Chuo University celebrated the 125th anniversary of its foundation in 2010. The Faculty of Letters has commemorated the occasion by holding an exhibition of masterpieces from the Hiraki Ukiyo-e Museum’s collection. This is a world-renowned collection that includes many important cultural assets of Japan. For this event we placed on exhibit a special selection of rarely seen ukiyo-e masterpieces that are among the pride of Japan. We also held an international symposium entitled “What was Ukiyo-e? On the Cultural History of Ukiyo-e,” which included panelists from the United States, the United Kingdom, and Japan. In numbers far exceeding expectations, visitors to the exhibition and participants at the symposium clearly recognized the significance of these traditional assets. The Faculty of Letters hopes to continue to find opportunities in the future to disseminate information about examples of traditional Japanese heritage throughout the world.

Faculty of Letters as a place for cultivating diversity

The Faculty of Letters at Chuo University was established in 1951, soon after the end of the Second World War, and this year marks its 72nd year. Success in setting up the Faculty of Letters, which is focused on understanding human beings apart from law, politics, businesses, industry, and so on, might symbolize the arrival of a peaceful era. During the 70 years of the Faculty, Japan has remained at peace. Some of our alumni and students who studied in the Faculty are playing active roles in contemporary Japanese culture, such as engaging in the fields of newspaper manga serials and films that fascinate people all over the world, as well as working as a producer of widely known groups. The Faculty of Letters nurtures such diverse individuals and we hope that the world will continue to allow this learning to take place.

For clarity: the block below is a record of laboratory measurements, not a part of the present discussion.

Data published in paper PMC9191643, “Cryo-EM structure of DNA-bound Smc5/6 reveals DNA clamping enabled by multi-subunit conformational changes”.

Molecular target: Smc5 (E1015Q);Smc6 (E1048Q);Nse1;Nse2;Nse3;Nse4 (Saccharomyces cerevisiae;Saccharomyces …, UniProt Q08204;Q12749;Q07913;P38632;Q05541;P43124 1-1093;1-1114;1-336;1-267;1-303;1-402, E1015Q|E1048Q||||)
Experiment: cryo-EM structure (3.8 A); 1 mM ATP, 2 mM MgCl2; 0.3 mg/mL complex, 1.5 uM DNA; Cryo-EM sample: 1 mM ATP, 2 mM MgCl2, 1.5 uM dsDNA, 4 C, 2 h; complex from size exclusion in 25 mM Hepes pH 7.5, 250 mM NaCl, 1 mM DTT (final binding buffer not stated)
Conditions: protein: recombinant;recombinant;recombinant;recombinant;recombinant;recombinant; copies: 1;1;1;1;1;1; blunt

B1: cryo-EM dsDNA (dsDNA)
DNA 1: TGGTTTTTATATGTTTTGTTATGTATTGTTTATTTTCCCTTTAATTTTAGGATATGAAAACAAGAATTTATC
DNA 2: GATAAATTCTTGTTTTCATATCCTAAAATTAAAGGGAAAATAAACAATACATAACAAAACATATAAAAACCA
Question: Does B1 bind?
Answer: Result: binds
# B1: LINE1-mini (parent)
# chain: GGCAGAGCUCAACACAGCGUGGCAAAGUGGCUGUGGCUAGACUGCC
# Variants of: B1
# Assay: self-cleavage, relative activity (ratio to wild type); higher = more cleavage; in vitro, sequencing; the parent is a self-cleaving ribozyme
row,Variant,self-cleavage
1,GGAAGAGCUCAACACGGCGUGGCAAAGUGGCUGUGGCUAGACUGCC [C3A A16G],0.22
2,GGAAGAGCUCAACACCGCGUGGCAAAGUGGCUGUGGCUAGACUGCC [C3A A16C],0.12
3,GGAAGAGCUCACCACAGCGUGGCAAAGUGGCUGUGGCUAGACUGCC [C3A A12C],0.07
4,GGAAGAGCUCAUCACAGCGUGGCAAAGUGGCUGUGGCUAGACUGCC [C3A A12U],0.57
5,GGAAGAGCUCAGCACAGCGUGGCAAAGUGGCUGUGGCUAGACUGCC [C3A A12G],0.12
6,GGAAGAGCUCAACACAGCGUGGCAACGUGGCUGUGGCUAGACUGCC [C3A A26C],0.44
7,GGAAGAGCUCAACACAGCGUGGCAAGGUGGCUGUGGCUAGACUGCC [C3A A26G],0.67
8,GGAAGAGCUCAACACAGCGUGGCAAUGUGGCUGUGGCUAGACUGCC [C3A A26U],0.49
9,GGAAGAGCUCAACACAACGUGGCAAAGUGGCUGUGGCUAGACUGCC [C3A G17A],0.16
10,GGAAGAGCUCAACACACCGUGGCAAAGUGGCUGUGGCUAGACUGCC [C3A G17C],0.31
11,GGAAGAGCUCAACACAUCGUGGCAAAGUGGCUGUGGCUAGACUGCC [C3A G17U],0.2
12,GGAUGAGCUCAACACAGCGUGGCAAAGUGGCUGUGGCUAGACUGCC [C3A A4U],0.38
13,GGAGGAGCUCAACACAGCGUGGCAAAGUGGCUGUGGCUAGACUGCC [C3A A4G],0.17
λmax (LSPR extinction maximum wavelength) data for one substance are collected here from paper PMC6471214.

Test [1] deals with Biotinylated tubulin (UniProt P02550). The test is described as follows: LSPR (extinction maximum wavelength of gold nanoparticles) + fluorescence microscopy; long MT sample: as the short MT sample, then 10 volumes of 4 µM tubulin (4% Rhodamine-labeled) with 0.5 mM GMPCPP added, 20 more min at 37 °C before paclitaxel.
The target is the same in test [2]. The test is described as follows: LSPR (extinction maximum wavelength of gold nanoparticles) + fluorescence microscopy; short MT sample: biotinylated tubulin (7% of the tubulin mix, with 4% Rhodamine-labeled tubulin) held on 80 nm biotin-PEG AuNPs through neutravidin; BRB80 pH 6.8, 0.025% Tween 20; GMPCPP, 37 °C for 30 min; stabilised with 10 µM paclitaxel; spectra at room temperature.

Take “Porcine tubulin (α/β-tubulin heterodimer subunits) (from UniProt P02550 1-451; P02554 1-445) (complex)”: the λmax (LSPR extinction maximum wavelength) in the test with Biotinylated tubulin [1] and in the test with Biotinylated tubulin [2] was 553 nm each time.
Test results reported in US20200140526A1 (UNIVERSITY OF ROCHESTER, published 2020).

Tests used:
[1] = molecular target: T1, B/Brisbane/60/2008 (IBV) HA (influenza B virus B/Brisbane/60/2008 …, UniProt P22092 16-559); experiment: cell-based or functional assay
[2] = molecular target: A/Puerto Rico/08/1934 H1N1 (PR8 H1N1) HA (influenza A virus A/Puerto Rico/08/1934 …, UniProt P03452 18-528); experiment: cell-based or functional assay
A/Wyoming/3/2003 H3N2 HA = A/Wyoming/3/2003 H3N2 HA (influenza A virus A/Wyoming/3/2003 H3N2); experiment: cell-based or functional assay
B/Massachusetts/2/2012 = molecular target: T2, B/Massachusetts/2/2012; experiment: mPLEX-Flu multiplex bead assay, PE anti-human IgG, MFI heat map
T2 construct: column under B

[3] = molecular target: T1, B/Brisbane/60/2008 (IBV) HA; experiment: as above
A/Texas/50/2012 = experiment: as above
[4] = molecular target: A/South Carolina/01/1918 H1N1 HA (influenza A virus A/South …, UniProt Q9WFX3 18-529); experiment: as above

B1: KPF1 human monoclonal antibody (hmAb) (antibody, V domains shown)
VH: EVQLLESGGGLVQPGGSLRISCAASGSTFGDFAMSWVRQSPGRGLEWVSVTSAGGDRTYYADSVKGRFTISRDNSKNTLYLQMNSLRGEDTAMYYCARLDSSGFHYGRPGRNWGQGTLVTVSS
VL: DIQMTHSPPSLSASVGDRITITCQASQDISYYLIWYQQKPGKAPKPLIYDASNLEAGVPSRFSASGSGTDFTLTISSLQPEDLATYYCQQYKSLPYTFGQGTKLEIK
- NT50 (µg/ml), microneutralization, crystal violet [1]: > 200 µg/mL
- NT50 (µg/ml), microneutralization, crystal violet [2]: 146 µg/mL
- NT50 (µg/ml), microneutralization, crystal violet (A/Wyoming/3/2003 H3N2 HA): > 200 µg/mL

The Faculty of Letters appears to consist of one Department, but it is a truly diverse and dynamic Faculty offering opportunities to study 13 majors, one programme, and over 700 subjects in depth. Although the name of the Faculty is 'Letters', there is a wide range of specializations within the Faculty, from the study of history, sociology, philosophy, education, and psychology, to the study of religion and outer space, enabling students to find something of special interest.

The name 'Faculty of Letters' is far from trendy and may seem old-fashioned to some. However, in reality, the Faculty of Letters is a Department that is always up-to-date and never becomes obsolete. It covers fields that are at the forefront of the times, fields that develop logical thinking skills, and fields that enable students to learn about the past and people from all over the world, and reflect on the present.

“Diversity" is said to be one of the survival strategies of living organisms, the idea that diversity and complexity enable humans to survive in the face of environmental and societal changes. What was previously thought to be useless can become beneficial as the environment and times change. The Faculty of Letters is truly diverse. In today's unpredictable society, what you study, think and experience in this Faculty will surely enhance and enrich your life.

Akira MIDORIKAWA Dean, Faculty of Letters